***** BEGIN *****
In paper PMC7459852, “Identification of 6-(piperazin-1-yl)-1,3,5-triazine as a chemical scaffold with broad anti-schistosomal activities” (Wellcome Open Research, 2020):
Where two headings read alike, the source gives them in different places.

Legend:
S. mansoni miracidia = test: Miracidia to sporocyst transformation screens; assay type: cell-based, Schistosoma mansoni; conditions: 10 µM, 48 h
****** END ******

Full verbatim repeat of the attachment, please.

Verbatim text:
In paper PMC7459852, “Identification of 6-(piperazin-1-yl)-1,3,5-triazine as a chemical scaffold with broad anti-schistosomal activities” (Wellcome Open Research, 2020):
Where two headings read alike, the source gives them in different places.

Legend:
S. mansoni miracidia = test: Miracidia to sporocyst transformation screens; assay type: cell-based, Schistosoma mansoni; conditions: 10 µM, 48 h